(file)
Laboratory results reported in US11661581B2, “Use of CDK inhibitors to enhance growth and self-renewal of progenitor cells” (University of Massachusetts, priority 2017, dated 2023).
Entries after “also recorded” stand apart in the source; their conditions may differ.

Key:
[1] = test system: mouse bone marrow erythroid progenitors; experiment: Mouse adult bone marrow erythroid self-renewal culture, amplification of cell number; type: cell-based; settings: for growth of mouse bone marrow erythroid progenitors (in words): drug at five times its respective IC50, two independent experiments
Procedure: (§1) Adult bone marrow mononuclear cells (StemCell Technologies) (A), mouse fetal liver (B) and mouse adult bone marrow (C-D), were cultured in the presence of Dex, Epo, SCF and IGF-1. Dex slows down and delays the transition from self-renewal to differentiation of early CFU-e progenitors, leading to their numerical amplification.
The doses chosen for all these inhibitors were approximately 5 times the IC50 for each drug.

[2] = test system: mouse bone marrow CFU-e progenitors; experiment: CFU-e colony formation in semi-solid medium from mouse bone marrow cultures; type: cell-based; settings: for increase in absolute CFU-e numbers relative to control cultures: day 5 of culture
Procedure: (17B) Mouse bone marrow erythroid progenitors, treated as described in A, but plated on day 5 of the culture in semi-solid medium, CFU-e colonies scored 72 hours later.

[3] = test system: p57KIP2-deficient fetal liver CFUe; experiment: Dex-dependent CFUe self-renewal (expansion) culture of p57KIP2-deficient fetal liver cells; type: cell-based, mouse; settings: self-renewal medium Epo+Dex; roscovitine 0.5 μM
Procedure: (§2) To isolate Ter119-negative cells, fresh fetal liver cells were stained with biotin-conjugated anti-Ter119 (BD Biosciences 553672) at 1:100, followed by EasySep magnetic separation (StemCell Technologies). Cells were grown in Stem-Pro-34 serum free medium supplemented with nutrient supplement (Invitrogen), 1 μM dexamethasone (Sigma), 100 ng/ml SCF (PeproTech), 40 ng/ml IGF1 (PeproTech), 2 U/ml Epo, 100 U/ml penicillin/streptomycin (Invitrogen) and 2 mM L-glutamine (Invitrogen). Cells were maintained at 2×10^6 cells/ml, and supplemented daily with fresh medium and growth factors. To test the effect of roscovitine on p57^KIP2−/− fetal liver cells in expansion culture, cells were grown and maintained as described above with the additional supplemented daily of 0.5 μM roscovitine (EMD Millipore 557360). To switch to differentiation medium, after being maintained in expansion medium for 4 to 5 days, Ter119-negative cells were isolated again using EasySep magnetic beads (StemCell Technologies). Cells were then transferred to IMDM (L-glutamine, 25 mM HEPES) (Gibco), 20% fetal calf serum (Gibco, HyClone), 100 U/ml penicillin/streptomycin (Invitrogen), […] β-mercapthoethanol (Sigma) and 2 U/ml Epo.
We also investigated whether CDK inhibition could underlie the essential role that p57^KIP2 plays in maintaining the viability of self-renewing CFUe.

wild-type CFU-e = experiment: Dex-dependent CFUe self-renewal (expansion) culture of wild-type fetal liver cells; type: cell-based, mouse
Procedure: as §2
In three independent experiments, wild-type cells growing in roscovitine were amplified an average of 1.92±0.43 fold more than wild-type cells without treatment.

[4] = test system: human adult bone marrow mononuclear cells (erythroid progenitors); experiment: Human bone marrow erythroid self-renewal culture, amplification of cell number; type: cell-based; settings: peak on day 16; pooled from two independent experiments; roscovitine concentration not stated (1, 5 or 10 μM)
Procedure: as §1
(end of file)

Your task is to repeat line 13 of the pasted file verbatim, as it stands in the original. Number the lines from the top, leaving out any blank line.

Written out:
Procedure: as §2